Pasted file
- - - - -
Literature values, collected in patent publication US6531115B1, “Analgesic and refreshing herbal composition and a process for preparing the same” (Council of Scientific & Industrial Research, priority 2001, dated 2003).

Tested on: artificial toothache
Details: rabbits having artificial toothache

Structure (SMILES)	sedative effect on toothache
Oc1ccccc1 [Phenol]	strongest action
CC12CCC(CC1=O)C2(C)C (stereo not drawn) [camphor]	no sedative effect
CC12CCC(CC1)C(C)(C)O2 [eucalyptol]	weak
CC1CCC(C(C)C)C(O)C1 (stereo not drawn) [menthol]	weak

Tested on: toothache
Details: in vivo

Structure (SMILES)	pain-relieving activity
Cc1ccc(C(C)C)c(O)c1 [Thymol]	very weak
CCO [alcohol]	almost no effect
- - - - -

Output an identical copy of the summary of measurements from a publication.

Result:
Literature values, collected in patent publication US6531115B1, “Analgesic and refreshing herbal composition and a process for preparing the same” (Council of Scientific & Industrial Research, priority 2001, dated 2003).

Tested on: artificial toothache
Details: rabbits having artificial toothache

Structure (SMILES)	sedative effect on toothache
Oc1ccccc1 [Phenol]	strongest action
CC12CCC(CC1=O)C2(C)C (stereo not drawn) [camphor]	no sedative effect
CC12CCC(CC1)C(C)(C)O2 [eucalyptol]	weak
CC1CCC(C(C)C)C(O)C1 (stereo not drawn) [menthol]	weak

Tested on: toothache
Details: in vivo

Structure (SMILES)	pain-relieving activity
Cc1ccc(C(C)C)c(O)c1 [Thymol]	very weak
CCO [alcohol]	almost no effect